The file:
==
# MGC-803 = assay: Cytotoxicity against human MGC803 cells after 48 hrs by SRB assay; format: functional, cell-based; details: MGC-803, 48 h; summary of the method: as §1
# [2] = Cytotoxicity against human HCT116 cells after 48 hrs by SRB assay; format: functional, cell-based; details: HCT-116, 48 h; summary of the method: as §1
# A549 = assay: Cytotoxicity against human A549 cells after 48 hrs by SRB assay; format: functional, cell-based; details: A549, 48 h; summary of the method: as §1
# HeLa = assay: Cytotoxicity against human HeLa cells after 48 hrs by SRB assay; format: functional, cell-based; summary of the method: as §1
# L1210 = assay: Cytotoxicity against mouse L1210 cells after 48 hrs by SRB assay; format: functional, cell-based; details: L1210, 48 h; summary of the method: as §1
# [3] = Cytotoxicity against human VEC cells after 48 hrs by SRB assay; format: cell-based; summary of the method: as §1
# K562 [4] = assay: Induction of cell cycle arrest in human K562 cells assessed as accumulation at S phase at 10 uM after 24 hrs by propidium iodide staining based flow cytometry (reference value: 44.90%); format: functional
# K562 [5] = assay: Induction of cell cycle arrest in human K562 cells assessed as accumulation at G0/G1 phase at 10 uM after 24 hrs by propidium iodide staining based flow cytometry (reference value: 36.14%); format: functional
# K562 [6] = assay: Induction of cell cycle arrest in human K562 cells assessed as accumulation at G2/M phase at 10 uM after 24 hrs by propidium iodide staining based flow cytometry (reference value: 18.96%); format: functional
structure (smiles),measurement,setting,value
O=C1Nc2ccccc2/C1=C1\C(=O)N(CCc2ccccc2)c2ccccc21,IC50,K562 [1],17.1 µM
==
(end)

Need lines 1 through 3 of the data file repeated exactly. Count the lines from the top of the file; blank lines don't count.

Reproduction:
# MGC-803 = assay: Cytotoxicity against human MGC803 cells after 48 hrs by SRB assay; format: functional, cell-based; details: MGC-803, 48 h; summary of the method: as §1
# [2] = Cytotoxicity against human HCT116 cells after 48 hrs by SRB assay; format: functional, cell-based; details: HCT-116, 48 h; summary of the method: as §1
# A549 = assay: Cytotoxicity against human A549 cells after 48 hrs by SRB assay; format: functional, cell-based; details: A549, 48 h; summary of the method: as §1